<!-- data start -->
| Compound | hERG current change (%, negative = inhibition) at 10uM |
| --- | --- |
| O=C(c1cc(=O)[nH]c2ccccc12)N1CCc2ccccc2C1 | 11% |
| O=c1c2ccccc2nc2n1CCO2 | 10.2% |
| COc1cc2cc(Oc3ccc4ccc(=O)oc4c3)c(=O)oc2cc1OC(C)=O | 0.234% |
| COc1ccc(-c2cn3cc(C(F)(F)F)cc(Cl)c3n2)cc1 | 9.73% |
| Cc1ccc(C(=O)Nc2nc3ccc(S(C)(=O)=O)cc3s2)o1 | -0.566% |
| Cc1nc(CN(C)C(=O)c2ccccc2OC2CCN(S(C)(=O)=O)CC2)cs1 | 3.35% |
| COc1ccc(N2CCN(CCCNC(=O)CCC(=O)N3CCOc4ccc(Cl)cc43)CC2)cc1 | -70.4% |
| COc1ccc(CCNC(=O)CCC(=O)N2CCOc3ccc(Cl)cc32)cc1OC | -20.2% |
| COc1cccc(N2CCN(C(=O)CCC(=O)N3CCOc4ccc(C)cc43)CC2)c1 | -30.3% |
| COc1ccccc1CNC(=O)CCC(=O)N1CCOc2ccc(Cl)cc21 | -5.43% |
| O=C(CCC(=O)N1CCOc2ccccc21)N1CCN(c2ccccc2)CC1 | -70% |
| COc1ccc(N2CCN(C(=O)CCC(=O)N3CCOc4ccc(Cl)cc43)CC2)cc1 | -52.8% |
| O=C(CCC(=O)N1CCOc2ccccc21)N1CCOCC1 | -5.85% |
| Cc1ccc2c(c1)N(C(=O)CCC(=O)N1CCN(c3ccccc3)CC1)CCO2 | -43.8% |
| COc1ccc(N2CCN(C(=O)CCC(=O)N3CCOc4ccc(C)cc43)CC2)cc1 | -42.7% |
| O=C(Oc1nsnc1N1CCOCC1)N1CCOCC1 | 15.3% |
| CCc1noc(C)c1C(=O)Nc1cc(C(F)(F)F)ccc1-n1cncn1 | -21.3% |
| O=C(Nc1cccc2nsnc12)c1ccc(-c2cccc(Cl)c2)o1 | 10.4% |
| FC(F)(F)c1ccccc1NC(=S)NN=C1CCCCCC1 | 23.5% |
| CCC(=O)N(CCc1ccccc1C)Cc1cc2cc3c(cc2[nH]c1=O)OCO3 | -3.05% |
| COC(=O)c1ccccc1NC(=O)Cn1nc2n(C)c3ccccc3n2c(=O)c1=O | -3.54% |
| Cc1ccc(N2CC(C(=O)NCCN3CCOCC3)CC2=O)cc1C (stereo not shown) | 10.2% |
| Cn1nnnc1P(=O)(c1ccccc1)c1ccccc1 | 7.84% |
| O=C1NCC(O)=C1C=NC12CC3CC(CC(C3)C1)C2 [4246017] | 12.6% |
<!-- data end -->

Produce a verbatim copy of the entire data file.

| Compound | hERG current change (%, negative = inhibition) at 10uM |
| --- | --- |
| O=C(c1cc(=O)[nH]c2ccccc12)N1CCc2ccccc2C1 | 11% |
| O=c1c2ccccc2nc2n1CCO2 | 10.2% |
| COc1cc2cc(Oc3ccc4ccc(=O)oc4c3)c(=O)oc2cc1OC(C)=O | 0.234% |
| COc1ccc(-c2cn3cc(C(F)(F)F)cc(Cl)c3n2)cc1 | 9.73% |
| Cc1ccc(C(=O)Nc2nc3ccc(S(C)(=O)=O)cc3s2)o1 | -0.566% |
| Cc1nc(CN(C)C(=O)c2ccccc2OC2CCN(S(C)(=O)=O)CC2)cs1 | 3.35% |
| COc1ccc(N2CCN(CCCNC(=O)CCC(=O)N3CCOc4ccc(Cl)cc43)CC2)cc1 | -70.4% |
| COc1ccc(CCNC(=O)CCC(=O)N2CCOc3ccc(Cl)cc32)cc1OC | -20.2% |
| COc1cccc(N2CCN(C(=O)CCC(=O)N3CCOc4ccc(C)cc43)CC2)c1 | -30.3% |
| COc1ccccc1CNC(=O)CCC(=O)N1CCOc2ccc(Cl)cc21 | -5.43% |
| O=C(CCC(=O)N1CCOc2ccccc21)N1CCN(c2ccccc2)CC1 | -70% |
| COc1ccc(N2CCN(C(=O)CCC(=O)N3CCOc4ccc(Cl)cc43)CC2)cc1 | -52.8% |
| O=C(CCC(=O)N1CCOc2ccccc21)N1CCOCC1 | -5.85% |
| Cc1ccc2c(c1)N(C(=O)CCC(=O)N1CCN(c3ccccc3)CC1)CCO2 | -43.8% |
| COc1ccc(N2CCN(C(=O)CCC(=O)N3CCOc4ccc(C)cc43)CC2)cc1 | -42.7% |
| O=C(Oc1nsnc1N1CCOCC1)N1CCOCC1 | 15.3% |
| CCc1noc(C)c1C(=O)Nc1cc(C(F)(F)F)ccc1-n1cncn1 | -21.3% |
| O=C(Nc1cccc2nsnc12)c1ccc(-c2cccc(Cl)c2)o1 | 10.4% |
| FC(F)(F)c1ccccc1NC(=S)NN=C1CCCCCC1 | 23.5% |
| CCC(=O)N(CCc1ccccc1C)Cc1cc2cc3c(cc2[nH]c1=O)OCO3 | -3.05% |
| COC(=O)c1ccccc1NC(=O)Cn1nc2n(C)c3ccccc3n2c(=O)c1=O | -3.54% |
| Cc1ccc(N2CC(C(=O)NCCN3CCOCC3)CC2=O)cc1C (stereo not shown) | 10.2% |
| Cn1nnnc1P(=O)(c1ccccc1)c1ccccc1 | 7.84% |
| O=C1NCC(O)=C1C=NC12CC3CC(CC(C3)C1)C2 [4246017] | 12.6% |